(d) Guaranteed they will maintain a minimum of 30% savings to patrons."

On February 1, 1991, two contracts were awarded to Tony, one for the deli and pizza cart service and the other for the bakery service.

As the result of a congressional inquiry, the Air Force conducted a review of the original solicitation and the evaluation procedures. The Air Force concluded that the selection procedures were flawed and that the RFQ was ambiguous because it was not clear whether vendors were to quote on 55 bakery items and 52 deli items or 30 of the more popular items from each list. The Air Force also determined that the selection was improper because the award criteria were not stated in the RFQ and that the price evaluation was not based on the complete requirement. In order to ensure complete fairness to all interested vendors and to ensure that all were given equal opportunity to compete, the Air Force determined that the requirement should be resolicited. The Air Force decided to continue the current contract until a source is selected using the revised procedures. Tony was notified of the proposed cancellation and resolicitation by letter dated April 18, 1991. This protest followed.

The new solicitation was issued May 30. The solicitation outlined the weighted criteria elements of quality, availability and selection of products, vendors' past and current experience in managing delis/bakeries, vendors' plan for service to commissary patrons, and price differential.

Tony contends in its protest that the cancellation was improper and, if there existed any flaws in the solicitation, it did not adversely affect any of the offerors since all were treated in the same manner.

In negotiated procurements, the contracting agency need only establish a reasonable basis to support a decision to cancel a solicitation. Rodgers- Cauthen, Barton-Cureton, Inc., B-220329, Jan. 6, 1986, 86-1 CPD Para. 11. It is fundamental that offerors must be advised of the basis upon which their proposals will be evaluated. The Faxon Co., 67 Comp.Gen. 39 1987), 87-2 CPD Para. 425. We have recognized that a solicitation that does not set forth a common basis for evaluating offers, which ensures that all firms are on notice of the factors for award and can compete on an equal basis, is materially deficient. See The Faxon Co., supra.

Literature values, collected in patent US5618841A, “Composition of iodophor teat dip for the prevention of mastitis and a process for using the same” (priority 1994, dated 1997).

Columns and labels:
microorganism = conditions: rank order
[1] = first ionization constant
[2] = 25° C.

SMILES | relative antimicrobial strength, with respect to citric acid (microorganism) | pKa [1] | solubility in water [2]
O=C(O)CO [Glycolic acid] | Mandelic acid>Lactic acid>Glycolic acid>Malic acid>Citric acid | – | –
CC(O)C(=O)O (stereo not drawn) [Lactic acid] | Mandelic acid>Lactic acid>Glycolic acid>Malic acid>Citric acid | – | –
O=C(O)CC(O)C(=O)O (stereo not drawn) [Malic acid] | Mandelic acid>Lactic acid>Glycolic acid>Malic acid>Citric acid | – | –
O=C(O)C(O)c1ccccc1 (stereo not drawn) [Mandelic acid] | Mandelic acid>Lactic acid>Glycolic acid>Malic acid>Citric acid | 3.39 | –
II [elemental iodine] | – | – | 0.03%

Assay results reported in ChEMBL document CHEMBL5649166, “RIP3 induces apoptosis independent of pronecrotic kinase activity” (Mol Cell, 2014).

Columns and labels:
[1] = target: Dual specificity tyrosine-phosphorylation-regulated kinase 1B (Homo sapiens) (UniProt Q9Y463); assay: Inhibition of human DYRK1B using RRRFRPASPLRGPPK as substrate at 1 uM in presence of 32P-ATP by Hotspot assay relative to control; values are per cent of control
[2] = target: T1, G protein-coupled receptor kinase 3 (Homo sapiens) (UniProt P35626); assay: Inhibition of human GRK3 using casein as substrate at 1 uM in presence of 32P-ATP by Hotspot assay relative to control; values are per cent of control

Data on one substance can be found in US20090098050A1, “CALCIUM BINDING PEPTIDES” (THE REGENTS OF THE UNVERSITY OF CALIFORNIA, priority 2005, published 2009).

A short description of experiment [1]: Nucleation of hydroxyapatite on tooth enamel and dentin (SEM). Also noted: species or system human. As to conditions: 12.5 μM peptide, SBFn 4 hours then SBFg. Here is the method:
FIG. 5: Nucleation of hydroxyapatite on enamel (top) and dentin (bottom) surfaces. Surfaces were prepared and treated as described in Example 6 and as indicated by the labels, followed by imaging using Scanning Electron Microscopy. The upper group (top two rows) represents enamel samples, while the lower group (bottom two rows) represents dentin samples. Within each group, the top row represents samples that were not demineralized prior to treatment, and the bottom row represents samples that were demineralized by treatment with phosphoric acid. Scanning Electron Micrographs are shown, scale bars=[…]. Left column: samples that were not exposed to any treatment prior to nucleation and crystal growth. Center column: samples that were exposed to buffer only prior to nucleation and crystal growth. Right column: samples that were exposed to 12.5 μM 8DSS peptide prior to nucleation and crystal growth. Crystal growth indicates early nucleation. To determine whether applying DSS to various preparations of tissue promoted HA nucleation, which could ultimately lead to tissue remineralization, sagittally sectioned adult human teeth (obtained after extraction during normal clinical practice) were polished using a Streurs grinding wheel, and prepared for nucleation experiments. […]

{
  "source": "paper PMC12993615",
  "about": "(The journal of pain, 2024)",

Here, because the solicitation was not clear as to what items were to be priced, it resulted in offerors submitting prices on different items and not on the total requirement. While Tony submitted the low quote based on the evaluation of selected items, the record is unclear as to whether or not Tony would be low if the agency had evaluated the total requirement. Furthermore, there was nothing in the solicitation to advise offerors of how the award would be made since the award criteria and methodology were not stated in the solicitation. Offerors may have submitted entirely different offers if they had been advised to submit prices for all the items actually evaluated and if they had been aware that other non-price factors would play a significant role in the award selection.

The protest is denied.